Thursday, November 28, 2013

Love: Dallas Buyers Club

There are parts of Dallas Buyers Club that read like a fantasy, a fairy tale built around the redemption of a man who, at first, seems like a hopeless case.  When we meet Ron Woodroof (Matthew McConaughey), he's snorting coke and banging two girls in a rodeo stall.  He's that type of guy: a hustler so committed to his reckless lifestyle that he can't tell the difference between another bad hangover and a disintegrating immune system. When a particularly bad incident finds him in the hospital, a blood test reveals Ron is near death. A case of HIV he didn't know he had has progressed to full-blown AIDS.  So, with his T-cells are almost bottomed out and his body betraying him, Ron finds himself without a friend in the world. He's a loud-mouthed cowboy, a racist, wasted, aggressively hetero homophobe whose like-minded friends recoil when they learn of his prognosis. It's mid-80s Texas, and Ron's blood is considered tainted, his ghostly presence a threat to a whole way of life. With little but his car and a hard head, skeletal Ron starts desperately searching for a way to buy time; trafficking in AZT, bringing vitamin treatments up from Mexico, and partnering with a drag queen named Rayon (Jared Leto) to make a little cash and help people like himself.  These are the circumstances Dallas Buyers Club is built from. It's the story of a dying man whose stubborn refusal to die finds him making good with a hell of a lot of people. The most miraculous part about it is that it's spun from real life.   
Of course, the actual minute details of Ron Woodroof's life have been filled in and glossed over. There's no way to know for sure how he contracted HIV, for instance, or just what went down behind the scenes of the offices he and Rayon set up in a rundown motel.  It doesn't matter, really. What matters is that for a film based in truth, Dallas Buyers Club feels electrified by a commitment to storytelling over fact-finding.  Though its characters are withering away, the film is remarkably alive.  We follow the man and the mission here, but to get to the latter, we have to pass through the experiences, connections, and motives of the former.  Woodroof is never falsely elevated, and the film makes it clear that in starting the Buyers Club he's interested in saving himself, turning a profit, and raising a middle finger to the FDA.  What's compelling, of course, are the curious ways he adapts, and the people he meets along the way.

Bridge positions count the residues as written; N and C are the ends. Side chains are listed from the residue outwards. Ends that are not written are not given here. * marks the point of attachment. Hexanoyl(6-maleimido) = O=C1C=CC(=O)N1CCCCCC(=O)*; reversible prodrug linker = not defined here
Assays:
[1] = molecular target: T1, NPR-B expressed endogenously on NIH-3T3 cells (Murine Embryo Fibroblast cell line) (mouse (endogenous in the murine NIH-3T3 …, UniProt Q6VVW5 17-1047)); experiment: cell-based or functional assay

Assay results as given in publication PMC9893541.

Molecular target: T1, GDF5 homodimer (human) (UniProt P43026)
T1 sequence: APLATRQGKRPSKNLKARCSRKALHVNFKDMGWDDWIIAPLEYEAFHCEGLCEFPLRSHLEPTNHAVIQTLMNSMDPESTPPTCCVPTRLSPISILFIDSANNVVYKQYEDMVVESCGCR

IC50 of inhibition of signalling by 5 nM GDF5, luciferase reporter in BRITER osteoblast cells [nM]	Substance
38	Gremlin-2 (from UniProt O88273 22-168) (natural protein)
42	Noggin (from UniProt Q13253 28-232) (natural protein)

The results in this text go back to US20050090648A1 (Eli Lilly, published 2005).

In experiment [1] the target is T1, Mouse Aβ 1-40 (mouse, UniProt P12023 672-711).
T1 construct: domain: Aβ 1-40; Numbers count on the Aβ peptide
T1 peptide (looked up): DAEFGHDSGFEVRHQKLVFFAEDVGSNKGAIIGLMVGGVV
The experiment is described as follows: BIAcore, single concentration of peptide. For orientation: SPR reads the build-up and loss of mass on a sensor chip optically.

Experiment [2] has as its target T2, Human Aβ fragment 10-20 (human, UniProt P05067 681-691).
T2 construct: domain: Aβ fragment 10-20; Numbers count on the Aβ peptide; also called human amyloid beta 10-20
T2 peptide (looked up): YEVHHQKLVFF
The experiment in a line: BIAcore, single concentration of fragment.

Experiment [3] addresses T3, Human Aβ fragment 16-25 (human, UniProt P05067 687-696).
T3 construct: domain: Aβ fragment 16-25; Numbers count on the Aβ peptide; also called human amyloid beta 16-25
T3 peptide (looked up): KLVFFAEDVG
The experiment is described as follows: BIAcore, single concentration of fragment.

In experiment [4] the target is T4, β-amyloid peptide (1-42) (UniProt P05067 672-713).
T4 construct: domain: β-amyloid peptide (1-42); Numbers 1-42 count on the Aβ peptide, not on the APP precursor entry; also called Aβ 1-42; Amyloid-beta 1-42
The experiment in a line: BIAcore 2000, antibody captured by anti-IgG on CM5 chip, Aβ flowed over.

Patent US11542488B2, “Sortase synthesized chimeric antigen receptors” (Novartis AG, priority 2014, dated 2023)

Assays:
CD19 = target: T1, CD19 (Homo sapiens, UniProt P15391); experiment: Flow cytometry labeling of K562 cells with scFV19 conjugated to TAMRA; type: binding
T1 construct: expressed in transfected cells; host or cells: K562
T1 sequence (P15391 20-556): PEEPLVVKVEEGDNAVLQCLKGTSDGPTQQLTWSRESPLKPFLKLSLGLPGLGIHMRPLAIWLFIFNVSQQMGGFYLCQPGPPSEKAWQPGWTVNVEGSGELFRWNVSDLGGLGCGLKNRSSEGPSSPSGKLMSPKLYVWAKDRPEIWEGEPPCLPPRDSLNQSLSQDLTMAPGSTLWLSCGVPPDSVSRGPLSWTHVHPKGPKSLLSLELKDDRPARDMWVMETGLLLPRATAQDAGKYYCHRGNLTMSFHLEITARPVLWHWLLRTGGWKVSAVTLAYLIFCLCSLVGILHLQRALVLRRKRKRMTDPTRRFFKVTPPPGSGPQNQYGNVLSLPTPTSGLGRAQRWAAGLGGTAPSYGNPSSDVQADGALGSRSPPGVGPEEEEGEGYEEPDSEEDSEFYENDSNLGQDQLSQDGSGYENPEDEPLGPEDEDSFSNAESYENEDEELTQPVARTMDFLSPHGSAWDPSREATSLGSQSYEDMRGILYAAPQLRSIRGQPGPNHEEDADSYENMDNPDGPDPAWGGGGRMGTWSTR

Though the writing and direction are tight and the film strikes a balance between the darkness and light of its subject matter, the acting is what really makes Dallas Buyers Club work.  I've mentioned it with Killer Joe, Mud, and Magic Mike, and I'll say it again: I take back all my past hating and naysaying of Matthew McConaughey.  The man is going through a career renaissance that cannot be denied, and finally embracing all the slightly sleazy, rough around the edges characters he was born to play.  The dude can act.  He can act exceptionally well. To play Woodroof, the actor dropped to a rail thin weight.  He's a walking corpse, to the point that his hair seems capable of throwing off his balance.  His attitude though, pulls focus.  He swaggers and leans, chews and spits, juts his neck out like a snapping turtle, and brings a presence to the film.  You learn to like Ron very quickly though his demeanor is, at first, reprehensible.  McConaughey brings a good-old-boy anarchy to the character, and it's one that gels well with Jared Leto's startlingly good performance as Rayon.

Ron and Rayon become a sort of odd couple. Their friendship is one, at first, of necessity, and they are bound together by their business and their death sentence.  Despite their tremendous differences, they're similar: stubborn, type-A survivalists. As time passes, they become family. It's hard to recall a time when Leto was this good, perhaps because he never has been. After a few years off the grid, though, Leto's Rayon is a career-resurrecting performance.  He disappears into the character, becomes her.  When Leto and McConaughey share the screen, it's hard to know where to look. They've brought their A-game, they look their parts, act them, and push their true life characters from biopic imitations to living, breathing people. In Dallas Buyers Club, everything is right.  Like Ron himself, the film finds its heart without losing its edge.

No comments:

Post a Comment

Related Posts Plugin for WordPress, Blogger...